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Kanpur company becomes 1st Indian manufacturer of aerostructures for suicide drones
Surge in global demand for loitering munitions following resounding validation in Ukraine War
Photo Credit : IAI
The Mini-Harpy Tactical Loitering Munition
A Kanpur-based company has emerged as India’s first manufacturer of aerostructures - including wings and fuselage - for loitering munitions, which are in high demand globally following the seminal role played by such weaponized drones in the ongoing Ukraine War and recent conflicts in Armenia-Azerbaijan, West Asia and Africa.
Lohia Aerospace Systems, a composites manufacturing company, has been tapped by global OEMs to supply aerostructures and launch tubes for a range of loitering munitions - also known as suicide drones – with cross-sections ranging from 90 cm to 3 metres and more following the demand surge.
Earlier regarded as “exotic weapons”, the ‘Drone Moment’ in recent conflicts, particularly in the Ukraine War, has pushed up the demand for loitering munitions drone segment in the global arms bazaar to an estimated 15,000 pieces, with pressure for quick delivery in ongoing conflicts. Market analysts interpret this as a three-fold increase in demand.
“We’re bound by strict customer confidentiality agreements,” Pavitra Goel, general manager of Lohia Aerospace Systems told BW Businessworld when contacted for a response to market information.
The company neither confirmed nor denied information that it has the capacity to manufacture composite-based aerostructures for as many as 500 loitering weapons annually at its Kanpur facility for export to global OEMs. Market estimates put the value of such aerostructures between $5,000 to $10,000 per unit. Lohia Aerospace is said to have already hit a turnover of about Rs 100 Crore ($13 Million) in this segment alone.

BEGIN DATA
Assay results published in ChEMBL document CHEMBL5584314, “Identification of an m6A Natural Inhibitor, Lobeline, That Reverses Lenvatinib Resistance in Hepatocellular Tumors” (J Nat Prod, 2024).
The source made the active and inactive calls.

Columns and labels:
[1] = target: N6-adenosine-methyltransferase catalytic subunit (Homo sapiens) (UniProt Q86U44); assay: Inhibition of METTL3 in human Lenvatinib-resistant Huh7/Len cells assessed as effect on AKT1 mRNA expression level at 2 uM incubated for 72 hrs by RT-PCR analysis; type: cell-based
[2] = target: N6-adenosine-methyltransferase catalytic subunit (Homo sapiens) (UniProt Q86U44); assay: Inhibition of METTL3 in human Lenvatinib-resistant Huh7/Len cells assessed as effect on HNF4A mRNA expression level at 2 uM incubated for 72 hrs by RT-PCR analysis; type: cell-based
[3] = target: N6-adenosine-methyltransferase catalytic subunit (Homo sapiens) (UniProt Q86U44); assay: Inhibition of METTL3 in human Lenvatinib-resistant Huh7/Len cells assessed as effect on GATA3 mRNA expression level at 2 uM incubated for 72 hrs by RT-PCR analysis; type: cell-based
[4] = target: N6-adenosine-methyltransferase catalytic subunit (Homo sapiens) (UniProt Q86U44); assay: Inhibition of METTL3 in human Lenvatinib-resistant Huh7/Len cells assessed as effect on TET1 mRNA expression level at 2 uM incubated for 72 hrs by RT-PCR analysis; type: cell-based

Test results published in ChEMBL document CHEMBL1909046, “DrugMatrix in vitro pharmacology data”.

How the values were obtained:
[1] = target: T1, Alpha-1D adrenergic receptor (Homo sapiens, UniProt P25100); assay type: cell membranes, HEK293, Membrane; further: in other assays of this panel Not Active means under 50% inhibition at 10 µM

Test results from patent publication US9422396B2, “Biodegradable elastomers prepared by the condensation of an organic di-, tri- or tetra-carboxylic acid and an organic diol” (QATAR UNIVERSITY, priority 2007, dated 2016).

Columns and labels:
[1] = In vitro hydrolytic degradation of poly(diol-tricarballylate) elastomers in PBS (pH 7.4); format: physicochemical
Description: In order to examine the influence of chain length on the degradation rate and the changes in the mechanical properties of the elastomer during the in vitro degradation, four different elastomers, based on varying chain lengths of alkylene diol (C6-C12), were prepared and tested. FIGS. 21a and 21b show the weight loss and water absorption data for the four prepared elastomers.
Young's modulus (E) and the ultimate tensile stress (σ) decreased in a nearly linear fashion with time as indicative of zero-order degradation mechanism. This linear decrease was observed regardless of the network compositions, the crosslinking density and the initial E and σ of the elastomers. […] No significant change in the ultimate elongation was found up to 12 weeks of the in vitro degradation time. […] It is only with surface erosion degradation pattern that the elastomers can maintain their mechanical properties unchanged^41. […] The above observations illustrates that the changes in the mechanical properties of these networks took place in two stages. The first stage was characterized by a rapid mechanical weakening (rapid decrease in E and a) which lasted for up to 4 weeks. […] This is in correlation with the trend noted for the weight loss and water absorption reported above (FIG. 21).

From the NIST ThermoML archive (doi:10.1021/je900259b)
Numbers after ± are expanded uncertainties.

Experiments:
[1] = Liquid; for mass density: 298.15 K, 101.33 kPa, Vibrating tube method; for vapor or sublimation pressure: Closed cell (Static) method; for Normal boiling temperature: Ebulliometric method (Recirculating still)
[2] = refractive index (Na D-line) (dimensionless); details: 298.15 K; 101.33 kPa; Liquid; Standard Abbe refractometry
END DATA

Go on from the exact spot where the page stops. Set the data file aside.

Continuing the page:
Market sources also suggest that Lohia Aerospace could be addressing loitering munitions aerostructure requirements for multiple Israeli OEMs such as IAI, Elbit and Uvision.
Specialisation in composite materials
The Kanpur company entered the aerospace composite business by acquiring the Israeli entity Light & Strong in 2019, and is known to provide aerostructure sections for UAVs/drones made by leading Israeli OEMs like IAI, Blue Bird and Uvision, leveraging Light & Strong’s client base and technological capability. Israel is a lead player in the drone category in the Indian market. The Indian armed forces operate fleets of Searcher and Heron drones and Harop and Harpy loitering munitions.
After consolidating itself as a composites manufacturer for military systems by setting up a “world class facility” at Kanpur - which it terms as “North India’s first aerospace composites facility” - Lohia Aerospace is taking steps to evolve into a drone integrator. “We want a bird to fly out of Kanpur,” acknowledges Goel.
While networking with global supply chains, Lohia is also poised to deliver aerostructures for drones the Indian armed forces may buy or refurbish in the near future.